DREAM wins international excellence award (Manila Bulletin)

By Edd K. Usman

The DREAM team led by Project Leader Dr. Eric Paringit  (Photo from http://www.dream.upd.edu.ph/)

DREAM Project Leader Dr. Eric Paringit and Al Duncan of the UK Environmental Agency with participants of DREAM’s Flood Modelling and Mapping Training
(Photo from http://www.dream.upd.edu.ph)

One of the components of Project NOAH (Nationwide Operational Assessment of Hazards) has won the 2014 Geospatial World Excellence in Policy Implementation Award in Geneva, Switzerland.

This is the Disaster Risk Assessment, Exposure and Mitigation (DREAM), or more completely, the DREAM-LiDAR 3-D Mapping Project.

LiDAR stands for Light Ranging and Detection, a technology that has uses in atmospheric physics, geology, forestry, oceanography, and law enforcement.

DREAM introduced the use of LiDAR in the Philippines in 2012 to acquire high-resolution images of the country’s topography and the data turned into 3D Maps and Flood Hazard Maps that identify safe and danger zones on a particular area.

The program leader of DREAM-LiDAR 3-D Mapping Project, Dr. Enrico “Eric” Paringit, has confirmed the award to the Manila Bulletin.

“We still don’t have the award, but that is correct,” said Paringit, a professor at the University of the Philippines-Diliman.

He said DREAM was nominated to the international award last year.

The Department of Science and Technology (DOST) said the award will be given to DREAM on May 8, 2014 in Geneva.

“The award goes to show that the international community acknowledges our local capability-building efforts to attain self-sufficiency when it  comes to dealing with natural hazards and disasters,” said Paringit.

The international recognition has made the men and women “dreamers” of DREAM-LiDAR to “become more inspired to do their best in delivering timely and relevant information.”

Paringit said the DOST “sees the policy award as a confirmation that the government is heading towards the right direction in setting its priorities.”

NOAH has nine components, including the DREAM-LiDAR 3D Mapping Project, which has been using LiDAR equipment worth P200 million on two Cessna planes to map the country’s major river basins and its tributaries to create 3D Maps and Flood Hazard Maps for early warning on impending floods, landslides, and storm surges.

Paringit said the high-resolution maps are now being distributed to local government officials through the nationwide “Iba na ang Panahon: Science for Safer Communities” disaster information and preparedness campaign of the DOST, which kicked off in Angeles, Pampanga, on March 3-4.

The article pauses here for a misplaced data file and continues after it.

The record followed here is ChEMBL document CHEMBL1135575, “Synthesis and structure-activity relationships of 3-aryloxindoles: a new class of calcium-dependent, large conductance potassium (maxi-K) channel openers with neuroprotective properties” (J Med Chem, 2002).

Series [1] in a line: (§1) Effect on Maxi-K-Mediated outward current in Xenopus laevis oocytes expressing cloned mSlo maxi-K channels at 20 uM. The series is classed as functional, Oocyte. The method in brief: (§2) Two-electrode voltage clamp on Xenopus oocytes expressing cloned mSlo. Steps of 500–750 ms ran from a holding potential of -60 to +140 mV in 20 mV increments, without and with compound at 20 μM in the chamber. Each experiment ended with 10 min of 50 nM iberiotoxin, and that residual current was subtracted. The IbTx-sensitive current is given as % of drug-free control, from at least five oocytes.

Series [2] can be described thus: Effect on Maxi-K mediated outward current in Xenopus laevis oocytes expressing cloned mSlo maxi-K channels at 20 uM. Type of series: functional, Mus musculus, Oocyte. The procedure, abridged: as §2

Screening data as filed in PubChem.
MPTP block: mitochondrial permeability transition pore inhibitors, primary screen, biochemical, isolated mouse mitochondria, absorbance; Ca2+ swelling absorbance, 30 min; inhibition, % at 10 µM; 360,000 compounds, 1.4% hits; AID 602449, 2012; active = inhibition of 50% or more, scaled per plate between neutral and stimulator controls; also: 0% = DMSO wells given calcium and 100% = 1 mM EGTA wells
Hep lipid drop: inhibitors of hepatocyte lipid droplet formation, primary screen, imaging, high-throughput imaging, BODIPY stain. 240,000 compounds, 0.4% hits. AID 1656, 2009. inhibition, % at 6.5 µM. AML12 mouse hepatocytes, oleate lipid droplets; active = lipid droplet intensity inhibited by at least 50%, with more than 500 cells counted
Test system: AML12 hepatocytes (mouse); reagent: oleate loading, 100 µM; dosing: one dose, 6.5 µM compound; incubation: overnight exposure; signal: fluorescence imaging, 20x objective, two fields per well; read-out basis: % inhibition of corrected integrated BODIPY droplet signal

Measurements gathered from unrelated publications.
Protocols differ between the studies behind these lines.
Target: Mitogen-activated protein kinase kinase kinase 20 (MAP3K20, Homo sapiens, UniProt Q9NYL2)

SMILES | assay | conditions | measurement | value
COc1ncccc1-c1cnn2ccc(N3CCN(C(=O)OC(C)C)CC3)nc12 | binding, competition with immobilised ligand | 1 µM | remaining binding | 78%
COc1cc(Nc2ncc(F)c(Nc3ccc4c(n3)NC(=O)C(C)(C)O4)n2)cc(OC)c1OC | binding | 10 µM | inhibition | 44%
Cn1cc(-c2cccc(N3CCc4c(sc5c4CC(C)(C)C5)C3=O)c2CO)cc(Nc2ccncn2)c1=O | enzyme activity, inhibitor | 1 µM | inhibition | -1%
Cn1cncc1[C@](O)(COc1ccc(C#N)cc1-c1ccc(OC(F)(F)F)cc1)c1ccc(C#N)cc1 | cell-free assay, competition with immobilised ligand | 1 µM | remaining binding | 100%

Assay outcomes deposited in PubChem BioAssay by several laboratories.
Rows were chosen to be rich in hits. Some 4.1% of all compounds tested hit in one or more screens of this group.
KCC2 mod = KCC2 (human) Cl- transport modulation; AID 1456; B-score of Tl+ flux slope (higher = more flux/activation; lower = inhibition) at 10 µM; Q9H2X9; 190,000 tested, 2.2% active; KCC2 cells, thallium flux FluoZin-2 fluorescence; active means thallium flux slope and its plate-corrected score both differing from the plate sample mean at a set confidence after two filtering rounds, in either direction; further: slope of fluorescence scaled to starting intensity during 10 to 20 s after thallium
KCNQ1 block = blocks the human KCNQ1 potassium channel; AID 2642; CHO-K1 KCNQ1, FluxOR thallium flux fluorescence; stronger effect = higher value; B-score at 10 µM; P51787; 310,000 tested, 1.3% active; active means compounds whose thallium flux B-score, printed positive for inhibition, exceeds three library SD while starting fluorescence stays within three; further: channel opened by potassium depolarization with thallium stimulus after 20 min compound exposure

“Thus far, flood maps and early warning systems have been done for 48 provinces, 612 municipalities and about 40 million residents,” the DOST said.

In winning the Geospatial World Awards, DREAM joins an elite club of notable awardees in the last four years, such as the Standards Agentschap voor Geografische Informatie Vlaanderen (AGIV), Belgium for geospatial standards; Coordinating Agency for Federal Geographical Information, Switzerland for SDI; United States National Aeronautics and Space Administration (NASA) and NASA (Earth Science Division-Applied Sciences Program) for knowledge transfer; Indonesia Geospatial Information Agency (BIG) for Geospatial Information Act; and Kadaster, The Netherlands and Geonovum, The Netherlands for 3D Standards.

DOST said the Geospatial World Awards has been bestowing awards and recognition for exemplary innovations and practices in the geospatial industry.

It quoted Dr. Hrishikesh Samant, Geospatial World Awards coordinating judge, as saying that the “Geospatial World Excellence in Policy Award is given to policy makers and implementers whose work directly impacts in development of geospatial science technology and business.”

With a budget of P2 billion from 2012 to 2014, DREAM is now expanded and its life lengthened until 2016 with an additional fund of P1.4 billion.

NOAH’s DREAM will cover practically the whole Philippines in the topographic mapping of the 18 major rivers systems and the additional minor rivers across the country, as well as low-lying areas prone to flooding.

It is DREAM which introduced Filipinos to the LiDAR technology, which Paringit’s team of “dreamers” has been using to generate the high-resolution 3D Maps for hazard assessment and flood modeling.

This article was originally published on Manila Bulletin website on 11 March 2014.

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